Think you have to go to Harvard or Yale and make a lot of money to be able to retire comfortably? Perhaps, but along the way you may accumulate a six-figure debt in student loans. As an alternative, maybe you should join the police force or become a fireman. From NAPA Net:
Who are America’s fastest-growing class of millionaires? Police officers, firefighters and teachers, Forbes publisher Rich Karlgaard noted recently.
Doubt it? Then ask yourself: What is the net present value of an $80,000 annual pension payout with additional full health benefits? Working backward, the total NPV would depend on expected returns of a basket of safe investments — blue-chip stocks, dividends and U.S. Treasury bonds.
Based on a 4% return, an $80,000 annual pension payout implies a rather large pot of money behind it — $2 million, to be precise. A stash of that size would probably fall in the 95th percentile for the 77 million baby boomers who will soon face retirement, Karlgaard notes.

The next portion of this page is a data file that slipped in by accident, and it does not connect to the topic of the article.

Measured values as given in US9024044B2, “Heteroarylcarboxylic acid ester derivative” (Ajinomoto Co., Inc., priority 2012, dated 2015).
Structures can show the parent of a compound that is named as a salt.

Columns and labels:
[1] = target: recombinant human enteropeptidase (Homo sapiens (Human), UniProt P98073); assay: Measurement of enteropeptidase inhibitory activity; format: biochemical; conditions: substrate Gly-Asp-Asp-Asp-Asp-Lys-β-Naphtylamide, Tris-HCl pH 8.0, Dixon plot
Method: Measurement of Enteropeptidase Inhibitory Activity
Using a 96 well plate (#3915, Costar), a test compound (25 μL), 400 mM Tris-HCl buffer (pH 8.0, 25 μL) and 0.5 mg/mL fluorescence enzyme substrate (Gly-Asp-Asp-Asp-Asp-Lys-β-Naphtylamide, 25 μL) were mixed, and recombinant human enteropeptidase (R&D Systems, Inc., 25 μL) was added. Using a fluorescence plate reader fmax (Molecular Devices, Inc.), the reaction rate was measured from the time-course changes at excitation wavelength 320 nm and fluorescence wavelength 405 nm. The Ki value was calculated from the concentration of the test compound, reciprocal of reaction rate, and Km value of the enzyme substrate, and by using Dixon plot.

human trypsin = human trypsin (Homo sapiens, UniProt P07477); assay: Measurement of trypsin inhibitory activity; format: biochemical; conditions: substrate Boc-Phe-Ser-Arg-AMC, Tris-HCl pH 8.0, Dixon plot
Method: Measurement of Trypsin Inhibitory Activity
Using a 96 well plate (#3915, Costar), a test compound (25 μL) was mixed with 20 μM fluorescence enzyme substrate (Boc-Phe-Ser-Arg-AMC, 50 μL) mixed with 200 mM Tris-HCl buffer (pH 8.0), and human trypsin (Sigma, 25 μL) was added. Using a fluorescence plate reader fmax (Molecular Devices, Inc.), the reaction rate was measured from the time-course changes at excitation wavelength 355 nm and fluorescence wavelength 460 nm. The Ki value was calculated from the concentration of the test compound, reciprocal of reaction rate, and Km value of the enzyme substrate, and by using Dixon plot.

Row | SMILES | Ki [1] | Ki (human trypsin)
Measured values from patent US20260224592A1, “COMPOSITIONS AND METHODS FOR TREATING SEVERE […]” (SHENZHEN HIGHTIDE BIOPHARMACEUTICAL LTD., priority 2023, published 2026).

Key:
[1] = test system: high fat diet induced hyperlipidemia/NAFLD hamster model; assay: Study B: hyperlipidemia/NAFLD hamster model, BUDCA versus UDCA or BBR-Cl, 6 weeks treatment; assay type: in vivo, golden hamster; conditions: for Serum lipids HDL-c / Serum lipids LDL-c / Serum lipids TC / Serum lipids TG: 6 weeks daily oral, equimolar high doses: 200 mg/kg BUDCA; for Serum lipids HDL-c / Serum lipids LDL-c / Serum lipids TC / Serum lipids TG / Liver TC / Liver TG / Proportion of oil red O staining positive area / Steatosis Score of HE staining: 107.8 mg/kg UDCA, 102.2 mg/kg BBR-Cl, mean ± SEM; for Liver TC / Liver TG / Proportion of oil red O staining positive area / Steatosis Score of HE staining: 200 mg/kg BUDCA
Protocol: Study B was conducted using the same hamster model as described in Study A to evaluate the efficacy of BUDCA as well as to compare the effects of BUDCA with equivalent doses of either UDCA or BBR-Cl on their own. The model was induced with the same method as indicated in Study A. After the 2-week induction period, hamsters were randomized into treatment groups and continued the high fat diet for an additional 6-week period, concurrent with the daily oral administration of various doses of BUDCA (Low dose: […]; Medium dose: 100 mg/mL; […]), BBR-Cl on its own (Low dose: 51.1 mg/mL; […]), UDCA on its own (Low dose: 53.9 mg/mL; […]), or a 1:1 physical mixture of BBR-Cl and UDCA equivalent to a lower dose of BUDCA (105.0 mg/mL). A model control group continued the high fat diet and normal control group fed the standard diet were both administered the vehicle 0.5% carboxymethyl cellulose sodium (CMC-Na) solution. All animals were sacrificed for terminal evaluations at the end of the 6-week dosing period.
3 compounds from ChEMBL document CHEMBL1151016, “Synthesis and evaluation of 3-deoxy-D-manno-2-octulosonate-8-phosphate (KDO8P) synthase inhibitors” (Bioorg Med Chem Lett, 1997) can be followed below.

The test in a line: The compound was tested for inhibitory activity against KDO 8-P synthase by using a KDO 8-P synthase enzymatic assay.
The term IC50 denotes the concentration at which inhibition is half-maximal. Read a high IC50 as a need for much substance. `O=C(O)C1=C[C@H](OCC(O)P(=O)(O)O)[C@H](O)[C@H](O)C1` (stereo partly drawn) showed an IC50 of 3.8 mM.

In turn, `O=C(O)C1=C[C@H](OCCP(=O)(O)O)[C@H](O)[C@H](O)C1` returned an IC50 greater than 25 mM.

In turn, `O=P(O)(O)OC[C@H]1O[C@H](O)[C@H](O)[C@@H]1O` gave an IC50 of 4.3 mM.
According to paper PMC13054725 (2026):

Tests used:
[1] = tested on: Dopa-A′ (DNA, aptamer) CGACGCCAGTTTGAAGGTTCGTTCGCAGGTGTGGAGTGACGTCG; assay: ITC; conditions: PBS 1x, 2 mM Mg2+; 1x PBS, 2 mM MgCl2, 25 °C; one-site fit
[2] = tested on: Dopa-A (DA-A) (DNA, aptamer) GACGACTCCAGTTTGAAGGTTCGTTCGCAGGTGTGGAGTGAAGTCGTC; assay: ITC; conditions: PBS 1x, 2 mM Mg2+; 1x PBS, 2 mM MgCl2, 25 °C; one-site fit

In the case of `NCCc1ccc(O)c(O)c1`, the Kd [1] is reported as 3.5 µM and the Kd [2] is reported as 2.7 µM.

Many cities and counties offer its police and firefighters a “3-percent-at-50” retirement plan, meaning that emergency services workers who retire at age 50 can get 3% of their highest salary times the number of years they have worked for the city. It’s not unusual for the average firefighter or police officer to retire at age 55 with 28 years of service. Using the 3% salary calculation, that person would receive an annual pension of $76,440.
Unless things change drastically, our new millionaire class of police officers, firefighters, and teachers will be paid something near their full salaries every year — until death — after retiring in their mid-50s. That’s equivalent to a retirement sum worth millions of dollars. As Karlgaard notes, the question is, how long can we afford that?